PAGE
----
1. The proposed law would “require attorneys who are qualified for appointment to the most serious non-capital appeals and who meet the qualifications for capital appeals to accept appointment in capital cases as a condition for remaining on the court’s appointment list”; this provision will open a floodgate of new ineffective assistance of counsel cases due to an increased number of incompetent, unqualified, and/or improperly trained lawyers taking death penalty cases—some motivated solely by financial need.

Forcing lawyers to take cases they otherwise would not is death penalty proponents’ wrongheaded way of addressing the fact that there are not enough willing and qualified lawyers in California to take these kinds of cases—the most difficult, emotional, time-intensive, resource-draining cases our legal system has. Clearly the logical answer is not the forced conscription of lawyers in these, the most serious of cases.

2. The initiative’s express language seeks to snatch the independence the law currently gives California’s Habeas Corpus Resource Center (HCRC) to decide which attorneys are qualified to represent death row inmates in post-conviction proceedings; specifically, the proposed language of the bill provides “that the final determination of whether to include an attorney in the roster shall be made by the Supreme Court and not delegated to the center.”

The first of many problems with this provision is it constitutes a per se violation of Guideline 3.1.B of the 2003 American Bar Association’s (ABA) Guidelines for the Appointment and Performance of Defense Counsel in Death Penalty Cases[PDF]. The ABA Guidelines are standards established by a blue-ribbon panel of experts in the capital defense arena including lawyers, judges, scientists, think tanks, and many other accomplished individuals and organizations. Guideline 3.1.B very explicitly makes clear that the HCRC “should be independent of the judiciary and it, and not the judiciary or elected officials, should select lawyers for specific cases.”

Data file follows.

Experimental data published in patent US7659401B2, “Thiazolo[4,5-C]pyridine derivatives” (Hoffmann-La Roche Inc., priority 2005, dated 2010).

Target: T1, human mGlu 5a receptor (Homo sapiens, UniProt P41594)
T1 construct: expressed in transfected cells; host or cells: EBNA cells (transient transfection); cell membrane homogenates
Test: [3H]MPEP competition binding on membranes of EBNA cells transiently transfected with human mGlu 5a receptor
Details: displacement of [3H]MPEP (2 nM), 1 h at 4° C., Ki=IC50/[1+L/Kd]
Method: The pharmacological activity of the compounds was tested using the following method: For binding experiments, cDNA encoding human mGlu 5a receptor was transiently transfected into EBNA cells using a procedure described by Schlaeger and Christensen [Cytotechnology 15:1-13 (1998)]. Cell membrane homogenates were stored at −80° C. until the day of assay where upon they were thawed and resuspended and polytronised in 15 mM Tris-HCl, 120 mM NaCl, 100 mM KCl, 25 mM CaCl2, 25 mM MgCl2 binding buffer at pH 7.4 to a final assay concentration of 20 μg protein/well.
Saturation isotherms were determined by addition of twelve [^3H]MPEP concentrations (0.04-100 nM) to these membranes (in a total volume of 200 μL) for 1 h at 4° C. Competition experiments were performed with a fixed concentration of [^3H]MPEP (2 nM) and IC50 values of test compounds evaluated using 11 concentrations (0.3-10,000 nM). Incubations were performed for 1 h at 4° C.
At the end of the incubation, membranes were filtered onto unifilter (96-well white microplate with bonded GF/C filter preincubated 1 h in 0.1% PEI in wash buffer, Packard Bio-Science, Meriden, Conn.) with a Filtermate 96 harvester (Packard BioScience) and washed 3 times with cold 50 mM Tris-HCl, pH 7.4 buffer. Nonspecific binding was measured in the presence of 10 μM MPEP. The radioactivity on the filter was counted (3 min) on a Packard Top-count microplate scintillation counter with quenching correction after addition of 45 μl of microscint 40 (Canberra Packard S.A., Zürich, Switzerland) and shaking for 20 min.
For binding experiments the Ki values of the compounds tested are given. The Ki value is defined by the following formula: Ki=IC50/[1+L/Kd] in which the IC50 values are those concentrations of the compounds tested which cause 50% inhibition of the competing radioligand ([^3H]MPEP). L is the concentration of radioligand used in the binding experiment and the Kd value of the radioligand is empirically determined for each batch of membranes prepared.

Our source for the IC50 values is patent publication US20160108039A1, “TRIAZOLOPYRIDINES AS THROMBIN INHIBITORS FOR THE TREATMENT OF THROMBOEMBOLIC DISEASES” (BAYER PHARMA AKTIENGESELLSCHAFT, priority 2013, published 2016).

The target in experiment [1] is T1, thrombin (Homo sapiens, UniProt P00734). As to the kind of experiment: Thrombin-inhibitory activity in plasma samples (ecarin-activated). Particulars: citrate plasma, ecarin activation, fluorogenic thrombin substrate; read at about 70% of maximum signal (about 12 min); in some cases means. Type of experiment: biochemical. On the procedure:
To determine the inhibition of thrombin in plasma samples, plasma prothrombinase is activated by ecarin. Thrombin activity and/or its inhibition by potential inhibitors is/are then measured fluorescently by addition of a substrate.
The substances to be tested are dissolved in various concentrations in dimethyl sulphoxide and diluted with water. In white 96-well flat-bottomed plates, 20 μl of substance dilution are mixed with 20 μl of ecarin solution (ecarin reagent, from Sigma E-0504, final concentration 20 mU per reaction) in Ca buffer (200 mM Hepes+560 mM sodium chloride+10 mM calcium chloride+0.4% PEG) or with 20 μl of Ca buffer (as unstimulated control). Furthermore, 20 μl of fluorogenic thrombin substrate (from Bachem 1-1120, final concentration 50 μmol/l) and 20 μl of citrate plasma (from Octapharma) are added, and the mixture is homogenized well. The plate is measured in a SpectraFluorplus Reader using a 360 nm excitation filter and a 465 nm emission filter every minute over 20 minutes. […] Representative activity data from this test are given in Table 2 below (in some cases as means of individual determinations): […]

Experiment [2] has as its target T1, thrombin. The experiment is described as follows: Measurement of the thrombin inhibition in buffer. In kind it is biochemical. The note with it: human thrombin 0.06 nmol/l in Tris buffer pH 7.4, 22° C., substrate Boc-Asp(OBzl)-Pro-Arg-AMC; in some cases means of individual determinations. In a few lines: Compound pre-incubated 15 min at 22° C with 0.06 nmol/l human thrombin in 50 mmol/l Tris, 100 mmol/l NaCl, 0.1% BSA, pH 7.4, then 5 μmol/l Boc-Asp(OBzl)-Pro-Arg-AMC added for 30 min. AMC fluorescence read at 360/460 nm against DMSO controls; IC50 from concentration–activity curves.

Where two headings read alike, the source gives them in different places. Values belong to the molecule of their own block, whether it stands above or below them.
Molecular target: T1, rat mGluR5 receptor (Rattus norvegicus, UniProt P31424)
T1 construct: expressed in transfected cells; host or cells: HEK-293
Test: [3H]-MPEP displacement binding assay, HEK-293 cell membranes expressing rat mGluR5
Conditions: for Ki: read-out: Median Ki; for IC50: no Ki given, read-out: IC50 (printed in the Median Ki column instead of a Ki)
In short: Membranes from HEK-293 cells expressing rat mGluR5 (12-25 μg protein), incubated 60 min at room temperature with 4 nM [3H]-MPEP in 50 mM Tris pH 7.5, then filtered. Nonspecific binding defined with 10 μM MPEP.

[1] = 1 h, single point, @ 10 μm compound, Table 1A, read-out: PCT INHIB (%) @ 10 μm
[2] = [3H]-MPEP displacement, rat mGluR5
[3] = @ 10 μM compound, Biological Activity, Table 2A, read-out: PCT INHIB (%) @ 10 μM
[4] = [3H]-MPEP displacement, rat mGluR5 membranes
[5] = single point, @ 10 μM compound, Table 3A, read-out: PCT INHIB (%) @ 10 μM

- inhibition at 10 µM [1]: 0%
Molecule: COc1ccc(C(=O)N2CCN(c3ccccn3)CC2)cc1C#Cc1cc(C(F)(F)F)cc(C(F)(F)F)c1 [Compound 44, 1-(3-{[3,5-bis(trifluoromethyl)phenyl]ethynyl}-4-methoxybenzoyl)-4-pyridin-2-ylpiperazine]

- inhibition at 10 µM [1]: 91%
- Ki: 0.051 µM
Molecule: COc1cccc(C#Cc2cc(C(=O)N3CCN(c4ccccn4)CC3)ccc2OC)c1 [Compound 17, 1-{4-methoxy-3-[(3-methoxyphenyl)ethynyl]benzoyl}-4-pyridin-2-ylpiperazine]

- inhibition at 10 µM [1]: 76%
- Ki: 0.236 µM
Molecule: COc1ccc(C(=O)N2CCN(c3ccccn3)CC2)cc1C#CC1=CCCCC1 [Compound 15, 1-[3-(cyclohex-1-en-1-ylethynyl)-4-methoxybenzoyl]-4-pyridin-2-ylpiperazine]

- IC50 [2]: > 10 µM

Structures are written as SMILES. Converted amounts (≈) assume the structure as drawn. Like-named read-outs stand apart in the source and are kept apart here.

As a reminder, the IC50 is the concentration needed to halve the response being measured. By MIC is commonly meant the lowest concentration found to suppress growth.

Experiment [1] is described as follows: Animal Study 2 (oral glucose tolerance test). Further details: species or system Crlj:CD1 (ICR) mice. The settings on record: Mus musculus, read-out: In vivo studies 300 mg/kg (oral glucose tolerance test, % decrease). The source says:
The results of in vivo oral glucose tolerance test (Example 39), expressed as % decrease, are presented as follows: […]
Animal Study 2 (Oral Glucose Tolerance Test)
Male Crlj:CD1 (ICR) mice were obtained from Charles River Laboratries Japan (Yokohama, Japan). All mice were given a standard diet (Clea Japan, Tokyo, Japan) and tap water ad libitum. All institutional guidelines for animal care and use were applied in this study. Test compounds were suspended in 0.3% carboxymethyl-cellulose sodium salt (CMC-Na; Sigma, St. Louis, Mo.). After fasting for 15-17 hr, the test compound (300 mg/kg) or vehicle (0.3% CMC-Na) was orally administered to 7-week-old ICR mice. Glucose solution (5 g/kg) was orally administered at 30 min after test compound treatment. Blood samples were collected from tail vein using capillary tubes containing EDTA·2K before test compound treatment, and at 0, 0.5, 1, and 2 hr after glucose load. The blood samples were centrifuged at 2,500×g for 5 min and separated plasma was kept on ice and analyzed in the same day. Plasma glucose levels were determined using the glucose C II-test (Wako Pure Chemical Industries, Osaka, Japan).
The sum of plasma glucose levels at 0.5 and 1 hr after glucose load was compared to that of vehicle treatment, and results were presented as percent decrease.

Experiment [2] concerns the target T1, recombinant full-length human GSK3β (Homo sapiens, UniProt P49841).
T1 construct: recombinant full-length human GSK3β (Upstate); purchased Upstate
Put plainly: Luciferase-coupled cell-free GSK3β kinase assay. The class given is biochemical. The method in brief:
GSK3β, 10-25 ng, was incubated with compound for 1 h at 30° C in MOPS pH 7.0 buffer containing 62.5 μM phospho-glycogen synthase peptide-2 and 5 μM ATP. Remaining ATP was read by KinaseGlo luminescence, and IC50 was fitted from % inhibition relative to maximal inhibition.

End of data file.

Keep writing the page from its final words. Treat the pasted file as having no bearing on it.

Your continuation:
Second, it is hard to see this provision as anything but a desire by death penalty proponents to punish the HCRC for its longstanding and effective efforts advocating for the condemned—such as its litigation before United States District Court Judge Cormac Carney—leading to Judge Carney’s ruling in Jones v. Chappell. (In that heralded case, Judge Carney vacated the death sentence of Ernest Dewayne Jones declaring “California’s Death Penalty System Unconstitutional”[PDF] because it is arbitrary, it serves no penological purpose, and it violates the Constitution. Judge Carney’s order was subsequently overruled on procedural grounds, and not on the merits, by the United States Court of Appeals for the Ninth Circuit.)

The insertion of this vindictive-minded provision, which does nothing but hurt the quality of California justice, underscores why the bill as a whole is not reform-centric and should be defeated.

3. The bill arbitrarily ramps up filing periods and adjudication timetables for death row appeals and post-conviction motions when more and more states—including California, which in 2012 lead the nation in exonerations of wrongfully convicted citizens, are realizing the horrific mistakes caused by a rush to justice atmosphere these new deadlines would duplicate. (As just one of many examples of what can happen when there is a rush to judgment in the death penalty context, take the case in which “Scalia Once Pushed Death Penalty For Now-Exonerated Inmate Henry Lee McCollum.”)

To sum up, the choice voters have to make in November—one that goes to the core of who we are as Californians—Proposition 66, the “Death Penalty Reform and Savings Act of 2016,” is a wolf in sheep’s clothing; it would yield no savings, and it does not reform.